Options for Establishing a Temporary Advisory Body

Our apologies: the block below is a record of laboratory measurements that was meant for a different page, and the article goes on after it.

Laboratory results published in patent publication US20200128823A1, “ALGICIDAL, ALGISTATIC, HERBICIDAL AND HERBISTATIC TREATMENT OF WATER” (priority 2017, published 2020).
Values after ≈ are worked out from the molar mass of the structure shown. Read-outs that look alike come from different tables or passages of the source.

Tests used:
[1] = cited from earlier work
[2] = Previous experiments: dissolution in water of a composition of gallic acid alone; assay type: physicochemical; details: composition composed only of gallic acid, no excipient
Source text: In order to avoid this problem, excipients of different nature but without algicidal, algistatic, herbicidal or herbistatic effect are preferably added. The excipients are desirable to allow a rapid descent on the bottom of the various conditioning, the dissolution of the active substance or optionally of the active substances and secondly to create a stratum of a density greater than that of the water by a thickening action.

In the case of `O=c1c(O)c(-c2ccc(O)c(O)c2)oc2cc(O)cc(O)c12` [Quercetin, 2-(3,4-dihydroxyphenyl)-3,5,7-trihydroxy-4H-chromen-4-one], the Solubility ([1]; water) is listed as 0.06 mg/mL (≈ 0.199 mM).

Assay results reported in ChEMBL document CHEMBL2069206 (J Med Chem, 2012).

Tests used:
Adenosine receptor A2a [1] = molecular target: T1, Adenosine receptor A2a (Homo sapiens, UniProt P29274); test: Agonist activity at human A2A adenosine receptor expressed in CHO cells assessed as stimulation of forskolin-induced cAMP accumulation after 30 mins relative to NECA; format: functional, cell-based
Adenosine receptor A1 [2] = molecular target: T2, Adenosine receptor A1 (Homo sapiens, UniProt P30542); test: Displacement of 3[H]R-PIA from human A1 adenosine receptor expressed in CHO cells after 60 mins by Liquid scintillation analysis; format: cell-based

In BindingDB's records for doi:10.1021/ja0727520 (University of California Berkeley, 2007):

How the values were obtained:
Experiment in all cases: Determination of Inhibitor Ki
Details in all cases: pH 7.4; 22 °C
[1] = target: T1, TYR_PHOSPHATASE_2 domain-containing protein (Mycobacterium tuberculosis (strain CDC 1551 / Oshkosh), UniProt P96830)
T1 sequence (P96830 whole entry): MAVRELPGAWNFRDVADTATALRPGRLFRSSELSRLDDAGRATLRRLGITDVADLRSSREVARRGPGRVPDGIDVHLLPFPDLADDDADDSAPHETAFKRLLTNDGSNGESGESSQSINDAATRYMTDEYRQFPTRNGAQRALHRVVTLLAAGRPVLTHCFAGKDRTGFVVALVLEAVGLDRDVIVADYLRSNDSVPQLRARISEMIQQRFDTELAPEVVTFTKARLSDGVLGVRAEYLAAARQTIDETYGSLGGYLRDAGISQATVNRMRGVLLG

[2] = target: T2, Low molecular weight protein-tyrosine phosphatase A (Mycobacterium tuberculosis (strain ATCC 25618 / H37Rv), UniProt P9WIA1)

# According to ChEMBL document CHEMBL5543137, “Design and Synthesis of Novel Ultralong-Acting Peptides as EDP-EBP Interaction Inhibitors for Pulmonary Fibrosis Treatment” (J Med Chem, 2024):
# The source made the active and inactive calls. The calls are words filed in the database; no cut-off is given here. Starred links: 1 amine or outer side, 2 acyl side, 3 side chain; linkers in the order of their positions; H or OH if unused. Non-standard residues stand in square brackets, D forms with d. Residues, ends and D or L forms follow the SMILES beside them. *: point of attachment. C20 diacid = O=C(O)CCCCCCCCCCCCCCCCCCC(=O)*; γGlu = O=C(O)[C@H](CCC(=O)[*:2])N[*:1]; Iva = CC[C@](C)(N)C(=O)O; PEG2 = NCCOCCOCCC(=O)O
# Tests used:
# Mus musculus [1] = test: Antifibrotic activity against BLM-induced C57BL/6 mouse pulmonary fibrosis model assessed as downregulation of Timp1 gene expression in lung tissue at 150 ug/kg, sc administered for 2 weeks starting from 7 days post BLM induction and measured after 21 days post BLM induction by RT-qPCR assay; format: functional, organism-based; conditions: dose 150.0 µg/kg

December 19, 2014 Options for Establishing a Temporary Advisory Body Overview Temporary advisory bodies are formal groups established to provide independent advice, make recommendations for changes in public policy, study or investigate a particular problem or event, or perform a specific duty. Usually composed of policy experts chosen by Members of Congress and/or officials in the executive branch, commissions may hold hearings, conduct research, analyze data, investigate policy areas, or make field visits as they perform their duties. Most such bodies complete their work by delivering their findings, recommendations, or advice in a written report. Advisory bodies can be broadly placed into three categories: policy, investigatory, or commemorative. Most advisory bodies are policy focused. Far fewer are investigative and established to examine past events. A small number are commemorative entities that plan, coordinate, and oversee celebrations of people or events, often in conjunction with milestone anniversaries. In the past, confusion has arisen over whether particular entities are advisory bodies. There are two chief reasons for this confusion. First, advisory bodies are not typically named as such; instead, they are designated as boards, advisory panels, advisory committees, task forces, congressional commissions, blue-ribbon panels, or as other terms. Conversely, a number of entities within the federal government have the word “commission” in their names, such as regulatory commissions. Unlike regulatory commissions, however, congressional commissions are not typically granted administrative authority, and they usually lack the power to implement their findings or recommendations. There are a variety of ways that temporary advisory bodies have been created. This report discusses five mechanisms for establishing an advisory body and provides examples of advisory bodies established by such mechanisms. These mechanisms are statutory, chamber resolution, committee authority, executive branch authority, and quasi-private establishment. Options for Establishment Statutory Establishment Most congressional temporary advisory bodies—entities that exist to report their findings to Congress—are established by statute. During the past 25 years, more than 85 congressional advisory commissions have been enacted into law. Often, legislation creating such a commission is attached to larger “must-pass” legislation, as policymakers perceive that it will increase the probability of passage. This may be the case even with high-profile advisory commissions such as the National Commission on Terrorist Attacks Upon the United States (the 9-11 commission, P.L. 107-306, November 27, 2002), which was attached to the Intelligence Authorization Act for Fiscal Year 2003. Examples of Advisory Bodies Established by Statute National Commission on Terrorist Attacks Upon the United States Established by Chamber Resolution Select Committee on Energy Independence and Global Warming Established by Committee Authority Advisory Commission to Study the Consumer Price Index Established by Executive Branch Authority National Commission on Fiscal Responsibility and Reform Quasi-Private Establishment Iraq Study Group In addition to authorization bills, legislation establishing a commission may also be attached to appropriations bills. For example, the National Commission on Children and Disasters was part of the Fiscal Year 2008 Consolidated Appropriations Act (P.L. 110-161, December 26, 2007). Although many congressional advisory commissions established by statute are contained in larger language, it is also not uncommon for such a commission to be established through stand-alone legislation. During the 110th Congress, the Commission on the Abolition of the Transatlantic Slave Trade (P.L. 110-183, February 5, 2008) was established through stand-alone legislation. Similarly, during the 111th Congress, the Ronald Reagan Centennial Commission (P.L. 111-25, June 2, 2009) was established through stand-alone legislation. Not all advisory bodies established by statute are congressional temporary advisory bodies. Congress routinely establishes advisory commissions in the executive branch by statute. For example, in 2011 Congress created the Independent Review Panel on Military Medical www.crs.gov | 7-5700 Options for Establishing a Temporary Advisory Body Construction Standards (P.L. 111-383), a federal advisory committee in the Department of Defense. analysis and advice under specific charters from their establishing authority. Establishment by Chamber Resolution Advisory entities created in the executive branch are regulated and managed under the Federal Advisory Committee Act (FACA; 5 U.S.C. Appendix), which mandates certain formal structural and operational requirements, including formal reporting and oversight procedures. Additionally, FACA requires committee meetings be open to the public, unless they meet certain requirements. There are currently over 850 federal advisory committees providing support to the executive branch. If policymakers desire that members of the advisory body consist of Members of Congress, one alternative to establishing an independent congressional commission through statute would be to create a temporary select or special committee within the House, Senate, or as a joint entity. Such committees are generally established by chamber resolution to conduct investigations or studies, and occasionally to consider legislation. For example, the Select Committee on Energy Independence and Global Warming was established by the House of Representatives in the 110th Congress. Section 4(c) of H.Res. 202 defined the select committee’s jurisdiction: The select committee shall not have legislative jurisdiction and shall have no authority to take legislative action on any bill or resolution. Its sole authority shall be to investigate study, make findings, and develop recommendations on policies, strategies, technologies and other innovations, intended to reduce the dependence of the United States on foreign sources of energy and achieve substantial and permanent reductions in emissions and other activities that contribute to climate change and global warming. Establishment by Committee Authority Entities similar to congressional commissions may also be established by individual standing committees of the House and Senate. Committees in both the House and Senate are authorized, subject to the approval of the Committee on Rules and Administration in the Senate and the Committee on House Administration in the House, to hire consultants. The authority is also subject to specific funding limitations provided by the Committee on Rules and Administration and the Committee on House Administration in the biannual committee funding resolution. In the past, committees have occasionally used this authority to establish advisory bodies. For example, during the 104th Congress, the Senate Finance Committee established an Advisory Commission to Study the Consumer Price Index. The commission was composed of national economic experts, and submitted its final report to the Finance Committee in December, 1996. Two prominent recent examples of advisory bodies established by the executive branch are the National Commission on Fiscal Responsibility (E.O. 13531, February 18, 2010) and the President’s Commission on America’s Returning Wounded Warriors (E.O. 13426, March 6, 2007). Quasi-Private Establishment A final alternative is a quasi-private entity. In 2006, a bipartisan group of Members of Congress directed the creation of the Iraq Study Group without formal legislation, and asked the United States Institute of Peace (USIP) to support the group. Three private think tanks—the Center for the Study of the Presidency, the Center for Strategic and International Studies, and the James A. Baker III Institute for Public Policy at Rice University—also supported the group. Congress later appropriated $1 million for the activities of the group. The co-chairs and other members of the group were chosen by its congressional supporters, USIP, and the other supporting organizations. The group submitted its final report to the President and Congress in December, 2006. For more information, see CRS Report R40076, Congressional Commissions: Overview, Structure, and Legislative Considerations, by Matthew E. Glassman and Jacob R. Straus, and CRS Report R40520, Federal Advisory Committees: An Overview, by Wendy Ginsberg. Matthew E. Glassman, mglassman@crs.loc.gov, 7-3467 Establishment by Executive Branch Another option for the creation of an advisory body is the establishment of a federal advisory committee in the executive branch. A federal advisory committee can be established by statute, executive order of the President, or on the authority of an agency head in the executive branch. Each committee is composed of policy experts drawn from government employees and private citizens, who provide www.crs.gov | 7-5700 IF10028